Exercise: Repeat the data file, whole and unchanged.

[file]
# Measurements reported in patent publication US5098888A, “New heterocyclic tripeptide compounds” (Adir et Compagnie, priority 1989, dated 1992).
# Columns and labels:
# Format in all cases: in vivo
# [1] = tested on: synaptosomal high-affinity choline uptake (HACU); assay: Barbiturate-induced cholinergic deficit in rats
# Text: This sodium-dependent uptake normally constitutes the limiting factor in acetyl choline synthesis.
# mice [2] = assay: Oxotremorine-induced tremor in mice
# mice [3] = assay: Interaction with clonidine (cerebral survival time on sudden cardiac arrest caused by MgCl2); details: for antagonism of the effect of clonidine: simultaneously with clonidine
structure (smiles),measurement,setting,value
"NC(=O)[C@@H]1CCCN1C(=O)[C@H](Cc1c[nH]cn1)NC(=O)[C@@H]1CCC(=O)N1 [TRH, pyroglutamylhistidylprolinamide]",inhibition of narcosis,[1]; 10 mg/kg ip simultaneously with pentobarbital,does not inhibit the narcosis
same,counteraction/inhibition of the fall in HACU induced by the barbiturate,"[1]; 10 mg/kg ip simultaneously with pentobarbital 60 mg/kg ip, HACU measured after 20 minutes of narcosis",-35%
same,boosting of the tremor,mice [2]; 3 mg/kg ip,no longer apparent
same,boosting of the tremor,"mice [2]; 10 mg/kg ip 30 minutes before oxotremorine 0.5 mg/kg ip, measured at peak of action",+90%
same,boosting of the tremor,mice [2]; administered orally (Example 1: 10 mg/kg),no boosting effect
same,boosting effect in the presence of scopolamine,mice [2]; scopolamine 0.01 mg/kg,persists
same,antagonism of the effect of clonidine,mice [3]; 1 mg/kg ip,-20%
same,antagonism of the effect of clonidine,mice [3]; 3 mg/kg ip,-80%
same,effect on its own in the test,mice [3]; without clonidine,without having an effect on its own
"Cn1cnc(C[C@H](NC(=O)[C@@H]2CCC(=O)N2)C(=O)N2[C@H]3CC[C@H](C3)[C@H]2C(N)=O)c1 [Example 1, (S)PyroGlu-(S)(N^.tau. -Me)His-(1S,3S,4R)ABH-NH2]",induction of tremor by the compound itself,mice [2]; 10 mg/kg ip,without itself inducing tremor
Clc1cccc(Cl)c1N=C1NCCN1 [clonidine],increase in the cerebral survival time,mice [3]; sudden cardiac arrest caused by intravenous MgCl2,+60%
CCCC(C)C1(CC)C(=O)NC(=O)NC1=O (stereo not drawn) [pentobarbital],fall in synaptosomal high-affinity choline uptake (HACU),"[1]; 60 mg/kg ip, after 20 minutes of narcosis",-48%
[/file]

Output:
# Measurements reported in patent publication US5098888A, “New heterocyclic tripeptide compounds” (Adir et Compagnie, priority 1989, dated 1992).
# Columns and labels:
# Format in all cases: in vivo
# [1] = tested on: synaptosomal high-affinity choline uptake (HACU); assay: Barbiturate-induced cholinergic deficit in rats
# Text: This sodium-dependent uptake normally constitutes the limiting factor in acetyl choline synthesis.
# mice [2] = assay: Oxotremorine-induced tremor in mice
# mice [3] = assay: Interaction with clonidine (cerebral survival time on sudden cardiac arrest caused by MgCl2); details: for antagonism of the effect of clonidine: simultaneously with clonidine
structure (smiles),measurement,setting,value
"NC(=O)[C@@H]1CCCN1C(=O)[C@H](Cc1c[nH]cn1)NC(=O)[C@@H]1CCC(=O)N1 [TRH, pyroglutamylhistidylprolinamide]",inhibition of narcosis,[1]; 10 mg/kg ip simultaneously with pentobarbital,does not inhibit the narcosis
same,counteraction/inhibition of the fall in HACU induced by the barbiturate,"[1]; 10 mg/kg ip simultaneously with pentobarbital 60 mg/kg ip, HACU measured after 20 minutes of narcosis",-35%
same,boosting of the tremor,mice [2]; 3 mg/kg ip,no longer apparent
same,boosting of the tremor,"mice [2]; 10 mg/kg ip 30 minutes before oxotremorine 0.5 mg/kg ip, measured at peak of action",+90%
same,boosting of the tremor,mice [2]; administered orally (Example 1: 10 mg/kg),no boosting effect
same,boosting effect in the presence of scopolamine,mice [2]; scopolamine 0.01 mg/kg,persists
same,antagonism of the effect of clonidine,mice [3]; 1 mg/kg ip,-20%
same,antagonism of the effect of clonidine,mice [3]; 3 mg/kg ip,-80%
same,effect on its own in the test,mice [3]; without clonidine,without having an effect on its own
"Cn1cnc(C[C@H](NC(=O)[C@@H]2CCC(=O)N2)C(=O)N2[C@H]3CC[C@H](C3)[C@H]2C(N)=O)c1 [Example 1, (S)PyroGlu-(S)(N^.tau. -Me)His-(1S,3S,4R)ABH-NH2]",induction of tremor by the compound itself,mice [2]; 10 mg/kg ip,without itself inducing tremor
Clc1cccc(Cl)c1N=C1NCCN1 [clonidine],increase in the cerebral survival time,mice [3]; sudden cardiac arrest caused by intravenous MgCl2,+60%
CCCC(C)C1(CC)C(=O)NC(=O)NC1=O (stereo not drawn) [pentobarbital],fall in synaptosomal high-affinity choline uptake (HACU),"[1]; 60 mg/kg ip, after 20 minutes of narcosis",-48%